Saturday, 22 June 2013
The First Three Months...
I've got a theory that the first trimester of pregnancy is one of the most terrifying times of any woman's life. For those that have been actively trying for a baby, it's also one of the longest. Thanks to advanced pregnancy testing technology, it is now possible to find out that you're pregnant up to four days before your menstrual period is even due; meaning that you're launched head first into very dodgy territory.
Back in ye olde dayes, women often had to wait for around two weeks after their missed period before getting a positive result on a home pregnancy test. Often, their period would arrive in this time and they wouldn't realise that they had, in fact, managed to conceive. This is known as a chemical pregnancy (or a very early miscarriage), and it's a very common occurrence. I read somewhere that as many as 70% of conceptions are thought to end this way. That's fine if you haven't been watching your cycle like you've got OCD and peeing on sticks every half an hour.
Added to the abject terror felt every time you go to the toilet ("am I bleeding?!") is the fact that it's no longer acceptable to announce your pregnancy until the end of the first trimester, and you've had your twelve week scan. I completely understand that, it makes a lot of sense. However, it does mean that you're expected to face a genuinely scary time almost on your own. Your husband or partner is just elated that their sperm works (quite rightly) and have little understanding of how fragile this little life inside you feels.
Most people choose to tell their close family and friends, and therefore have a bit of a support network. However there is a standard response, and that is "Well, it's early days yet". This sentence is supposed to keep the pregnant lady grounded until it has been confirmed that everything is ok, but in the hormonally charged brain of the expecting, this phrase roughly translates as: "you could miscarry at any time". Mental? Probably. But true.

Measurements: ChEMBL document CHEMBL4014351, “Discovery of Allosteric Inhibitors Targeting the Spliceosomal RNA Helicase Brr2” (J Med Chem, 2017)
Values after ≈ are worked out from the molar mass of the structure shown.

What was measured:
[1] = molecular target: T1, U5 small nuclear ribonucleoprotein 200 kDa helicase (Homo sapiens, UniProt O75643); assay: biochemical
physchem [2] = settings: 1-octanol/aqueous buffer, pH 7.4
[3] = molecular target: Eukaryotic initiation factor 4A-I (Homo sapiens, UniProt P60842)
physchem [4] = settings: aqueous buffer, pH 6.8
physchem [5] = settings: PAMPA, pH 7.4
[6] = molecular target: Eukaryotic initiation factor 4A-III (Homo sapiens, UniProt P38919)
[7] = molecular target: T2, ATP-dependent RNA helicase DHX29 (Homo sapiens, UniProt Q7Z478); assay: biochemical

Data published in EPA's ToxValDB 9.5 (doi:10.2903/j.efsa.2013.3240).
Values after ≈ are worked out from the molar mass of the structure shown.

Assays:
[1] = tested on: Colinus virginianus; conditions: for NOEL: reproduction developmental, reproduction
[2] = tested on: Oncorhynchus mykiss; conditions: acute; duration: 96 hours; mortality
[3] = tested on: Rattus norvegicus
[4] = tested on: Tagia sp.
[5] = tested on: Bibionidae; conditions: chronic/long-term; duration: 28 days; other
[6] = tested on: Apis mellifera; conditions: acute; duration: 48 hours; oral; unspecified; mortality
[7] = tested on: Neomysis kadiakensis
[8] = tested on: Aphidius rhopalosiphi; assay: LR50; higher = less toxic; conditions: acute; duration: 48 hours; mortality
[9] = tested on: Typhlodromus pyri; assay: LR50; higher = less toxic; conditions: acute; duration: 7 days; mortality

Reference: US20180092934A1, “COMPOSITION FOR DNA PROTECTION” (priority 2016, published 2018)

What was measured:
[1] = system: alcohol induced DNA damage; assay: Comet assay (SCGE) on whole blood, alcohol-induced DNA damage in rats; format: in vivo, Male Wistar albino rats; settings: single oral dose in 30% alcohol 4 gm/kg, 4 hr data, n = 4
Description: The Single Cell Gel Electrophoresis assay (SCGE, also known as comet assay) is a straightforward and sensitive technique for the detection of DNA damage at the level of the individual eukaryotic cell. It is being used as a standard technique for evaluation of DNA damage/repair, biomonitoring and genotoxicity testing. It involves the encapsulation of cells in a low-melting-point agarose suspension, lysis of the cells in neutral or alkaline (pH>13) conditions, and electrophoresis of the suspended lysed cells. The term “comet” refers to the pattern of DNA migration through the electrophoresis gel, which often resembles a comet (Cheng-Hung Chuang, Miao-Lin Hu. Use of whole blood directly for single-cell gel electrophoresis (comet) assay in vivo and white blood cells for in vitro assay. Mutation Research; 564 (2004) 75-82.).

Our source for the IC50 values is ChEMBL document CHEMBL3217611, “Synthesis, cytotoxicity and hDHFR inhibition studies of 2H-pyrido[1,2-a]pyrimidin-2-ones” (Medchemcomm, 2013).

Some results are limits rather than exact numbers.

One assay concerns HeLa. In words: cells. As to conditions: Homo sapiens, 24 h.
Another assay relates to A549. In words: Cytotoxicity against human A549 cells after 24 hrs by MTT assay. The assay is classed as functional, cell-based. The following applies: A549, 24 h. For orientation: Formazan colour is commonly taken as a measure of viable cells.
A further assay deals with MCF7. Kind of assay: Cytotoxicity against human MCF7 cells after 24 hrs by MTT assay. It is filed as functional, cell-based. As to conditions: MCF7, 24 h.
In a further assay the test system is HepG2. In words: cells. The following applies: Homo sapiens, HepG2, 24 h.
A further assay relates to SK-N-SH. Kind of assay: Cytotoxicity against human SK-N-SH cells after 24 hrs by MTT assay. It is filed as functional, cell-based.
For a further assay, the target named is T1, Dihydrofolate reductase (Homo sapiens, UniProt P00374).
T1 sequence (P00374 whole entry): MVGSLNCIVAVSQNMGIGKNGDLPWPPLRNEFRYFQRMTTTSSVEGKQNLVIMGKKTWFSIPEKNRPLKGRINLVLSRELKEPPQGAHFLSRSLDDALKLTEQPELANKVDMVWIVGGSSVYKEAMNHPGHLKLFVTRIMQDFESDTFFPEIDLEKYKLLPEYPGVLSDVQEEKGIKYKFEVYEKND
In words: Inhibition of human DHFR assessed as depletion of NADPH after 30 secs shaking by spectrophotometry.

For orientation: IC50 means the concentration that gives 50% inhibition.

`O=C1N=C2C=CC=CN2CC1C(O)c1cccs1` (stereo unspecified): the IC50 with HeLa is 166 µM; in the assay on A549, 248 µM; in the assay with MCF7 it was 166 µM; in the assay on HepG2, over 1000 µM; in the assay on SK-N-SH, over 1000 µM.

Another one that you hear a lot is that "you're only just pregnant". This one often comes from people who already have children, as though a pregnancy somehow doesn't count until you can see the shape of a foot pushing against your abdomen. Along with Googling symptoms, all of this naturally leads to a sense of very real fear in the hearts of the expectant.
I'm writing this because the first trimester is something so rarely discussed, and it's important for women to feel that they're not alone in their complete neuroses. By the time the announcement is made, the foetus has been seen bobbing around merrily on an ultrasound and all of the fears of the past few months are forgotten. But, for those going through it, it can be incredibly rough - and I'm not just referring to the type of rough that ends with a head in a toilet; although there's plenty of that too.
It's important to try and stay positive, but it's also worth noting that you're not alone. Especially for women going through their first pregnancy, it's perfectly normal to feel just a tiny bit terrified.
Remember: it'll all be worth it in the end...
P.S. I'm writing this at seven weeks but, for obvious reasons, it won't be posted for some time. By the time I publish this, I expect that I'll be wondering what the bloody hell I was worrying about...